I did not force myself upon her; I was chagrined with the memory of this, and could see the reticence in her, the shyness of one who had been injured, and waited, as I had in my innocence of women so long before (two weeks? Three?) for her to show me sign of passion that I would be able to respond to. I lay with her and hardly touched, but simply placed my arm around her vulnerable shoulder, and breathed upon her as she had so enjoyed, placed my mouth upon her neck, and waited for some sign of the quickening of her lust; and all I felt was some slight shivering as though with cold. And I spake to her,
"Have I done such to you that you have only fear in you for me?"
"I am sorry, Basileus. I do fear. I do not fear you, but what is in you." Her eyes were wide, and her flesh trembled.
I spoke low into her ear. "Please do not fear my rage, I do know how to relent. I did relent."
"Yes, you did," her voice was a hollow whisper.
"Let me make love to you as I had before intended," I spake, entreating. I wanted to do this thing, I wanted to be something other than the god of rapine this night, I wished to be that which could have a hope of being husband, rather than simply a thing of gross appetite and force.
Her voice came small from her. "But what of your appetite to take me unnaturally? Do you not wish this tonight?"
In truth, I did, for the more powerful climax I craved which I gained this way, but I did not say this. "It is not what pleases you, so I will not." Her look of surprise was unmistakable on her.
"Why not? I have in me the desire to do for others. That is one of my chiefest reasons for this very invasion into Anatolia. For the sake of Hellas and its oppressed cities here, the entire culture of my people and its allies and clients. But this is politics, let us speak of love. Please, Schera, teach me something of love tonight."
"What could I teach you?" she just whispered once again, but her voice grew strained with what I had learned was a passion aborning, and I put my hands upon her.
"Teach me what pleases you most," I spake, and she replied directly: her hands urged me downward to taste of her again. This, I could do. For when I slaked her this way, she grew compliant, and there was greater of satisfaction for me in entering her, for she was far more passionate. Perhaps there were women I had yet to discover, who would be greater even in their capacity for passion, who would arouse me more powerfully. But when I had spent myself in her and withdrew, there lay on my flesh the dark stains of blood that smeared themselves thence across her thighs and mine, and I was alarmed.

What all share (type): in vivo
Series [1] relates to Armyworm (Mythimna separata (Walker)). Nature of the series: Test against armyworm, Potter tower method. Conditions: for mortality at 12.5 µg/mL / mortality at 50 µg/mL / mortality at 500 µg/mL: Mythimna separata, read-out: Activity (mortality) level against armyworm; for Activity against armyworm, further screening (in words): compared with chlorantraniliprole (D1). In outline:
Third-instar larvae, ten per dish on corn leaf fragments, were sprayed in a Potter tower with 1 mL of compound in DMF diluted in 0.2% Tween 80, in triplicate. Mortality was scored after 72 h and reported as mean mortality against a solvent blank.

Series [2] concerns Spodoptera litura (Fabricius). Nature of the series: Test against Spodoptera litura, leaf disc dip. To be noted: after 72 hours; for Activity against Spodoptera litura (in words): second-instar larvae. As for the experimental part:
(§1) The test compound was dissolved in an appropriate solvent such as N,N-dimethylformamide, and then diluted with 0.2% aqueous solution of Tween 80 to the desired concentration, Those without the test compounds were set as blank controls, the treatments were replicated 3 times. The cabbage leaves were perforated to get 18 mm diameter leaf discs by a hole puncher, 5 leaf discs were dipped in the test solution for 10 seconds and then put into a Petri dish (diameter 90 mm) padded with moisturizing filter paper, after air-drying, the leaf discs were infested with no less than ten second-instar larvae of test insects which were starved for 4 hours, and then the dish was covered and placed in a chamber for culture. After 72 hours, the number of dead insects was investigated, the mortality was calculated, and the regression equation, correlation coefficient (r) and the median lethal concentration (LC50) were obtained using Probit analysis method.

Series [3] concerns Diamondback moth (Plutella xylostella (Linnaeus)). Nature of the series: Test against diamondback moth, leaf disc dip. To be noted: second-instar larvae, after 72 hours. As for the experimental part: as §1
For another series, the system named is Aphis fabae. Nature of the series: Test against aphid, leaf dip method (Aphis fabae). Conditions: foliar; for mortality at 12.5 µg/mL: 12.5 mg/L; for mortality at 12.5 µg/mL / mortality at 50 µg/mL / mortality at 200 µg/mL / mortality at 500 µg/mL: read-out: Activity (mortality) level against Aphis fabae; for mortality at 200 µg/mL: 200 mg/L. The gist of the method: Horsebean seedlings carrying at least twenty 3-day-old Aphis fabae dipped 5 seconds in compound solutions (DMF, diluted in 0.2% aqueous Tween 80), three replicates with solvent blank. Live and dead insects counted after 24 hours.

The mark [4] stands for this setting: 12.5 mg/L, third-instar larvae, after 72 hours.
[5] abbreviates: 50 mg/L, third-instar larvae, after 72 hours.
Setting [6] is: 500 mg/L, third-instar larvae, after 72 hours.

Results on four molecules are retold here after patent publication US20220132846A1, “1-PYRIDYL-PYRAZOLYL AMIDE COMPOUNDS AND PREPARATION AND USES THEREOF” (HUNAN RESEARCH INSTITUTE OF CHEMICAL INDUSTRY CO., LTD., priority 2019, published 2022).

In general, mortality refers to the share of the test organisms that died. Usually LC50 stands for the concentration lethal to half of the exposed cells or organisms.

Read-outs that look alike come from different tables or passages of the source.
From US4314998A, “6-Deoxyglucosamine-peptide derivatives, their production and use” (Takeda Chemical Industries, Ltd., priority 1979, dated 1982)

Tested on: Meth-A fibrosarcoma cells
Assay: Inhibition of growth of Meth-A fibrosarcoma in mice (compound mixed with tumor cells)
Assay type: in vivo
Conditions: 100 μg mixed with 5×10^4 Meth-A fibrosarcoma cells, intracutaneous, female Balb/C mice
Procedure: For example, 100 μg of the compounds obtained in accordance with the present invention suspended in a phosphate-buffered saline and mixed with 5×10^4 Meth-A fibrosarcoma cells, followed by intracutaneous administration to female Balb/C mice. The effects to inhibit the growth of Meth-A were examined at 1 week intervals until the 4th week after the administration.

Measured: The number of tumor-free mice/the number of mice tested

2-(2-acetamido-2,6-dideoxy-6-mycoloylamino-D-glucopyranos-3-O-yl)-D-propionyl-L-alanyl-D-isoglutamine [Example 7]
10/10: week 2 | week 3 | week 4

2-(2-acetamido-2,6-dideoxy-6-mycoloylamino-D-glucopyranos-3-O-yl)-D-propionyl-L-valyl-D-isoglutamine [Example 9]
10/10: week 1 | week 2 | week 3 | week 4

"What is this?" I spake. "I have broken something in you!" I began to rise, to take on my clothes and myself summon Paulos for help, and she drew me back; she was not alarmed or in pain.
"Come, come back, Basileus, all is well, I should have told you but I did not know it would come on tonight."
"What - come on?"
"That blood means merely that you have not ripened me, and my cycle has come."
"It causes you to bleed? I heard heard of some such but - I did not know it was so copious!" I was aghast, and even now rushed to find water and cloth to rinse the now-drying stains on my body, on hers. I did not return until the cloth was wet in my hands and I could apply it. I detested the stickiness of lifeblood upon my person, in my bed, it recalled me too much to battle. As I performed this task, so necessary to my sense of order and propriety, I found her smiling down on me, as I dabbed at the little places that were brown with stain. "What?" I spake, querulous.
"You are being so kind to me, it is a contradiction. I have just told you I had not got a child from you."
"So? Is that unusual?"
"Considering the number of times you lay with me during my fertility, that is most unusual. Do you not find it unusual?"
"I should have taken pregnant the second or third time you had me during that very week."
"And it did not happen."
"That is why the blood. The womb sheds itself when no seed ripens."
"And you think I should be angry? Why is this?"
"Perhaps - unhappy. Was this not to get a child?"